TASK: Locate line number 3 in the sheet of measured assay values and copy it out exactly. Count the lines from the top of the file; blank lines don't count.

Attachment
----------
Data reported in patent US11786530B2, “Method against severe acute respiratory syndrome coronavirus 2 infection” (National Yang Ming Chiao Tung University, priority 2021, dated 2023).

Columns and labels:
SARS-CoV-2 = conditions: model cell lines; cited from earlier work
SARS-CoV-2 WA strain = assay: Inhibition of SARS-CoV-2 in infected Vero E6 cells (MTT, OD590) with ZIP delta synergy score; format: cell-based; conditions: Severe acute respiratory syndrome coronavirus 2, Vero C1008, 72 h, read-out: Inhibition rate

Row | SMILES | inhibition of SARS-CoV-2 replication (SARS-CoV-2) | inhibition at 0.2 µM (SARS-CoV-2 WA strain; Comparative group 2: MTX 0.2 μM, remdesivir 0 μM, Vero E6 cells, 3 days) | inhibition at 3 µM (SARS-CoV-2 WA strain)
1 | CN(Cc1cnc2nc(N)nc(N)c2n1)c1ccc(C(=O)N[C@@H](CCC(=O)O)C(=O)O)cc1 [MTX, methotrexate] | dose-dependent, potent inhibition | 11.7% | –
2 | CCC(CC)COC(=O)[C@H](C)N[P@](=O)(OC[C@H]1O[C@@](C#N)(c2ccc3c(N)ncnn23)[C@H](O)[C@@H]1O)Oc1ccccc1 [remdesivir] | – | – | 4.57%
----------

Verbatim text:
SARS-CoV-2 = conditions: model cell lines; cited from earlier work